It's not very Brady-like to make a promise and then go back on it. But, again, I promise I'll be back blogging Brady style very shortly. Thanks for your patience.
Sunflower girl's honor.
More so than the Greg vs. Marcia student election, more so than the trading stamps or the lost wallet, even more so than the attic bedroom debate, the disappearance of Kitty Karryall (#7) brought a plague upon the Brady house.
Bobby initially expresses a strong dislike for Cindy's creepy doll, which has been possessed by an evil she-spirit intent on drawing blood. Because Kitty disappears, Cindy blames Bobby. Then Marcia and Jan blame Bobby. And then Greg and Peter blame Bobby. Even Special Guest Star Heather Locklear blames Bobby.
Ultimately we learn that Tiger confiscated Kitty, along with Bobby's kazoo, Marcia's sneaker, and Fluffy the cat. But before Bobby is vindicated, the household is shaken thanks to the demonic doll.
How else could you explain the ease with which Bobby is fingered even though there is not a single shred of evidence suggesting he trashed Kitty? And does it take a mere doll for Greg and Peter to turn on their own flesh and blood? And what really caused Alice to burn her roast?
Kitty, my friends. How else could you explain such feuding over a doll dressed like a patch-work hobo (who, with her evenly measured pony tails, bears an eerie resemblance to first season Marcia)? Tiger was simply trying to protect the family he loved by stashing Kitty in his doghouse.
And I believe that is why she ultimately disposed of him.
With the exception of Jan, Bobby is the Brady with the most nagging insecurities and self-worth issues. His neuroses begin in the first season when he becomes convinced that step-mothers are unable to love their step-children (#10). From that point on, young Bob was a powder keg of self-doubt, and no season of the show saw Bobby's rise-and-fall detailed more prolifically than season two. But each time Bobby had to try try again, he persevered gracefully with all the determination of a seasoned chin-up champ.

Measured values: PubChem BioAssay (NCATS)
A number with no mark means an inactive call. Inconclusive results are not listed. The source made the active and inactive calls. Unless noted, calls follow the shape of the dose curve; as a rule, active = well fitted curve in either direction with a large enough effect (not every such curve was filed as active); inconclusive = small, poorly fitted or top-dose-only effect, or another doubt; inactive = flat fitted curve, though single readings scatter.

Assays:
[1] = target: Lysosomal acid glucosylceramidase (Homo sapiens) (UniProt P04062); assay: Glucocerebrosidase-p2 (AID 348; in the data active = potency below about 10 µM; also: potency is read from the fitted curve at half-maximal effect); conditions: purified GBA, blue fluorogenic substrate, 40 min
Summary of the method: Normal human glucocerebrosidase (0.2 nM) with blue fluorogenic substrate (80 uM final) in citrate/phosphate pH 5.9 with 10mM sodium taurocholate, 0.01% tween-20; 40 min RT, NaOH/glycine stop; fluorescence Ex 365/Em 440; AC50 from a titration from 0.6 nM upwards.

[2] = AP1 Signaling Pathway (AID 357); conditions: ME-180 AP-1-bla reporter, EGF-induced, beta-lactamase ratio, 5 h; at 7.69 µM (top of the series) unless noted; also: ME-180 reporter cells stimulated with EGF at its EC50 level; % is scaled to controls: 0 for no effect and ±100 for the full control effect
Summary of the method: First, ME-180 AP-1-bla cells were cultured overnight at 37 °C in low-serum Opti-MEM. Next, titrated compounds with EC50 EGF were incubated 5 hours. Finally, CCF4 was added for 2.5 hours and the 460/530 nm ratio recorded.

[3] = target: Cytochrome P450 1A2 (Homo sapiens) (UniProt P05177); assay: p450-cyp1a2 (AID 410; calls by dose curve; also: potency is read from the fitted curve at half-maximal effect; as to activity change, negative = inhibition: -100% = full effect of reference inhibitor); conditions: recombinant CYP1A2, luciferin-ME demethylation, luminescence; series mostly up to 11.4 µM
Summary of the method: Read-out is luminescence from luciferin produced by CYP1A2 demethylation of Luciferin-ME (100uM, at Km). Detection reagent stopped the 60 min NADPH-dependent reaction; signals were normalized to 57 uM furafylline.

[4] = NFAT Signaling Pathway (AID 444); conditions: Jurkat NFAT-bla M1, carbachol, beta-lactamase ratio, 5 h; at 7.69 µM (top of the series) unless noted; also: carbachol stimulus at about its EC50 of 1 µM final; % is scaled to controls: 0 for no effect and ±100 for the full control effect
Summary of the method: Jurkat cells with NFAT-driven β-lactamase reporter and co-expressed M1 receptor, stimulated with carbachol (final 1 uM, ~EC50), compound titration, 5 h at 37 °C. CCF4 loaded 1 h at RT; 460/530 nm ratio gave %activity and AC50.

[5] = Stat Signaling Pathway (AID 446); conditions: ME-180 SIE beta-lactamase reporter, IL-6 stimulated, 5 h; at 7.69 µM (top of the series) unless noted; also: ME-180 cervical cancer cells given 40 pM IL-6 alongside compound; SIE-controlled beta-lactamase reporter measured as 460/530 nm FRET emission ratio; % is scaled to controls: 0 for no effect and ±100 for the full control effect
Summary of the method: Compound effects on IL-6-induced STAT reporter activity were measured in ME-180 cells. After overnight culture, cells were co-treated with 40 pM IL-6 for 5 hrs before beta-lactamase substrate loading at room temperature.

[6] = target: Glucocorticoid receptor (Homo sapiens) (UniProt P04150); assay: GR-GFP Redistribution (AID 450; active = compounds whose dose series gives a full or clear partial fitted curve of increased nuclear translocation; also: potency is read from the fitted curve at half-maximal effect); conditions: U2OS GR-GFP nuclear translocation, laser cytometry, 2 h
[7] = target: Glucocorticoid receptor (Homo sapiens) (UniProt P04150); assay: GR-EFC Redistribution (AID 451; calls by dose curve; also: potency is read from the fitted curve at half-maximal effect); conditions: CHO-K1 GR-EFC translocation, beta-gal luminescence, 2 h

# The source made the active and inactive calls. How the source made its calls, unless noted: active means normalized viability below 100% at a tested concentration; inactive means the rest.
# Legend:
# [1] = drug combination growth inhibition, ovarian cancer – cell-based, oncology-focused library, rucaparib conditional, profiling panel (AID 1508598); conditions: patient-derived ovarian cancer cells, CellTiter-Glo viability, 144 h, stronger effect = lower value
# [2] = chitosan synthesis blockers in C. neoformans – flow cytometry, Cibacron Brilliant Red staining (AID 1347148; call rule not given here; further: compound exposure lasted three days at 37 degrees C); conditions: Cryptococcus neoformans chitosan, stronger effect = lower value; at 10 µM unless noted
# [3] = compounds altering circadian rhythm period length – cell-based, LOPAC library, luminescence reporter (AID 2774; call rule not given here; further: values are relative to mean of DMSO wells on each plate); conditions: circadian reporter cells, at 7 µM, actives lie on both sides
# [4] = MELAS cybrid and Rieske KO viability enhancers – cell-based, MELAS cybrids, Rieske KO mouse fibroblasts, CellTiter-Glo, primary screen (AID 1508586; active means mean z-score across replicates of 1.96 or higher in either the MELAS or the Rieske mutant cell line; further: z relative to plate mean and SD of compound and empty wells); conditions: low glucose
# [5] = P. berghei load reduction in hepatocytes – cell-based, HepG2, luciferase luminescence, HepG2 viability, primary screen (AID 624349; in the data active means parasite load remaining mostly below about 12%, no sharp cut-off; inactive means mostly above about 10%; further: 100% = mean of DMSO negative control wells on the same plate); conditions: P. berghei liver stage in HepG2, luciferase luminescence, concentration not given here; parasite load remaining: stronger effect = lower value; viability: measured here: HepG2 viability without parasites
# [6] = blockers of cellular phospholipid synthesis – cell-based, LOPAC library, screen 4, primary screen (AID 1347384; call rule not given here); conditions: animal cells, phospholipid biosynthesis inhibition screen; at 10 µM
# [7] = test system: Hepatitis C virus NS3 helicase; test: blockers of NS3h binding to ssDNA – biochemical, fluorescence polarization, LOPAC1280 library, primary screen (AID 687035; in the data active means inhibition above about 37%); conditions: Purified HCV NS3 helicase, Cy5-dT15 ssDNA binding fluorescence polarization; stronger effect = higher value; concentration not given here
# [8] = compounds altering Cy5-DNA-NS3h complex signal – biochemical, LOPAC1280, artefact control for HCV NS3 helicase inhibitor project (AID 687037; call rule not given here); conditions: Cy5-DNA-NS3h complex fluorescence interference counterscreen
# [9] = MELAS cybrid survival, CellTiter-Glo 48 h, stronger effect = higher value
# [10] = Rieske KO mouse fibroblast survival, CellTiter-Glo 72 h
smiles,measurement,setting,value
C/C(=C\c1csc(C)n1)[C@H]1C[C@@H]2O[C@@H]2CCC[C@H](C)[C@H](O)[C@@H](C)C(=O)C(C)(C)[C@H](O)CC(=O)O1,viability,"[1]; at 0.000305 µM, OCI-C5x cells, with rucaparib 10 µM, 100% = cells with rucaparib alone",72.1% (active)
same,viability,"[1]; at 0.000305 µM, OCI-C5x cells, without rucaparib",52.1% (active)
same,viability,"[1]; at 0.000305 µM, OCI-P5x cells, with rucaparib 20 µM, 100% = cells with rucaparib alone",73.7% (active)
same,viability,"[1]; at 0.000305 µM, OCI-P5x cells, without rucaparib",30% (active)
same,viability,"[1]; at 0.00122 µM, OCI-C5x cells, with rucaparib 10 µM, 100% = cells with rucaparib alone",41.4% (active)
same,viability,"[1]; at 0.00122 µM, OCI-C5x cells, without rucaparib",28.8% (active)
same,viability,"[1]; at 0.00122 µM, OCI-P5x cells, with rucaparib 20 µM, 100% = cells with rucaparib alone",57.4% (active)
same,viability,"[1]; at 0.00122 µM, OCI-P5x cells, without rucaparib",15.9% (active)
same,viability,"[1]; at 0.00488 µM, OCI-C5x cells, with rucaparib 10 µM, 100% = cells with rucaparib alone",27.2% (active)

Initially, Bobby is left with a crippling fear of heights after a treehouse climb gone awry (#36). But when it's up to him to save his precious pet bird, he climbs said treehouse without flinching.
Bobby is then looked over for the school's glee club in favor of Peter, Jan and Cindy (#41). As they carouse about, practicing "Loch Lomond" and reveling in their vocal abilities, Bobby's sense of worthlessness strikes again. To appease his fragile ego, Mike and Carol encourage Bobby to take up the drums. This leads the way for even more disaster until Bobby settles on the batton. And then household objects begin to break.
Perhaps no episode in the Brady canon explores Bobby's issues like #46, "The Winner." Marcia has all those trophies (apparently a sore point for both Jan and Bobby), Greg is unstoppable, and even Cindy has a trophy for playing jacks, a game of unparalleled skill. Bobby strikes out at everything, including magazine sales. So when Kartoon King makes a call for the best ice cream eater in the world, Bobby rises to the challenge. And fails. But not before the kids rally about to present him with a cheap trophy for Best Loser (and a huge bowl of ice cream as a consolation prize).
The latter years of the show would see Bobby succeed, especially against his siblings. The aforementioned chin-up skills set a precedent for excellence (#67), as did his talents as a safety monitor (#86), kisser (#99) and pool shark (#116).
The second season was a time of deep ponderance and exploration for Bobby. His maturation and confidence came only after giving his Brady all and accepting that failure was not an option. And that's real groovy.
You'd think Marcia would have learned her lesson about pride after losing the part of Juliet because of her ego (#56). But no. Once the eldest, blondest Brady babe entered high school, she turned on the power of her feminine wiles, and every male within a 20-foot radius had no choice but to respond.
Enter Charlie, a card-carrying member of the Westdale High School Dork Club who summoned the courage to ask out Marcia. She agreed, but immediately changed her tune when Doug Simpson (heretofore referred to as "BMOC," or "Big Man on Campus") asked her out for the same night.
Marcia sought the advice of Greg, who advised her that "Something suddenly came up" was the most plausible excuse for breaking a date. Without batting an eyelash or running a brush through those golden locks, Marcia fed the fib to Charlie and set off to devour BMOC in the back of his '72 Chevy.